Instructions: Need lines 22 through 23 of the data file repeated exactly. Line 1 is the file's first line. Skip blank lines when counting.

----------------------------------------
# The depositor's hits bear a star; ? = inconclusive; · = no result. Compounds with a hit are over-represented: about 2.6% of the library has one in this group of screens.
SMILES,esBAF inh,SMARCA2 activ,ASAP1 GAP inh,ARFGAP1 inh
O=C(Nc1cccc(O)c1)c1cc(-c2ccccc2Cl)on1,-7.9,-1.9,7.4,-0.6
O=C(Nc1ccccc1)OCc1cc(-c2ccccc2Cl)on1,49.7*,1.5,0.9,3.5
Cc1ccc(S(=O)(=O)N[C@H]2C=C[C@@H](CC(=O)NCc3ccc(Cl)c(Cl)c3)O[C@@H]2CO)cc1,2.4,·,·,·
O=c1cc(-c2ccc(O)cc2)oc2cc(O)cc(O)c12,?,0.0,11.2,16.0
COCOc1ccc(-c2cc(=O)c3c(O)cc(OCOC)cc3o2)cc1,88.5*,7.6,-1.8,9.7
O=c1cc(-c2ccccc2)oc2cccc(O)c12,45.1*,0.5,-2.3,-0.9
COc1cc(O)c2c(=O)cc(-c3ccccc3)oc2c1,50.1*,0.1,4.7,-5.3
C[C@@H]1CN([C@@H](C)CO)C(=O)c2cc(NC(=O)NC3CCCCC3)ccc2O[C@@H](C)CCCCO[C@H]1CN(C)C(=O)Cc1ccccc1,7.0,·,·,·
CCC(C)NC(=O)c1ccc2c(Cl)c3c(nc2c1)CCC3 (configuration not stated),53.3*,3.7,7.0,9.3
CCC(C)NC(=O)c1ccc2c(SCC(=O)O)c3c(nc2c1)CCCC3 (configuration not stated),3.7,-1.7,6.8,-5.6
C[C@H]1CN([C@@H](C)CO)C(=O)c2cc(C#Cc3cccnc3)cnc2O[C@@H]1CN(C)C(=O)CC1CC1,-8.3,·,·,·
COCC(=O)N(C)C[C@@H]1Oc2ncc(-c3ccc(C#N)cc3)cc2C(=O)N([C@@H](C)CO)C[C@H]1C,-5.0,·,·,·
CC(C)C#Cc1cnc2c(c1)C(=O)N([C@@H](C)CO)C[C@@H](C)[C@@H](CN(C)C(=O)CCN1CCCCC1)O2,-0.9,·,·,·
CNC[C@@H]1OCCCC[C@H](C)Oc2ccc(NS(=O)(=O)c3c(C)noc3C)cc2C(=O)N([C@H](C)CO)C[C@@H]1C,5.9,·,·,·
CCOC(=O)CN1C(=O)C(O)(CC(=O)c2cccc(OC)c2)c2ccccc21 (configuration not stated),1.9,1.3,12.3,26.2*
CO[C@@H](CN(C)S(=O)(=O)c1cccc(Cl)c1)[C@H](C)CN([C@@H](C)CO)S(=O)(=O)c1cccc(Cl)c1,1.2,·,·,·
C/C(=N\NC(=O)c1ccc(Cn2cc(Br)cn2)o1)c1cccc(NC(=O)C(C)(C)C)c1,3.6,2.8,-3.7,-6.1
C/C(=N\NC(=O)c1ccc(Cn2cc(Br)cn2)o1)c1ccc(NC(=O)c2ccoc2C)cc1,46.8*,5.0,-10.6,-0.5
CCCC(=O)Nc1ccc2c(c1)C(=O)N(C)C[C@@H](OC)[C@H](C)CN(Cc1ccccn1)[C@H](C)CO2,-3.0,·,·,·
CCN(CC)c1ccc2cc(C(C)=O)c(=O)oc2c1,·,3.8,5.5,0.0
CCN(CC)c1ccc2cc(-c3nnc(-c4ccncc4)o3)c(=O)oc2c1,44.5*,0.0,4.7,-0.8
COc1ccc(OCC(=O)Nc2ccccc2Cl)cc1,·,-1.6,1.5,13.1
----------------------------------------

CCN(CC)c1ccc2cc(C(C)=O)c(=O)oc2c1,·,3.8,5.5,0.0
CCN(CC)c1ccc2cc(-c3nnc(-c4ccncc4)o3)c(=O)oc2c1,44.5*,0.0,4.7,-0.8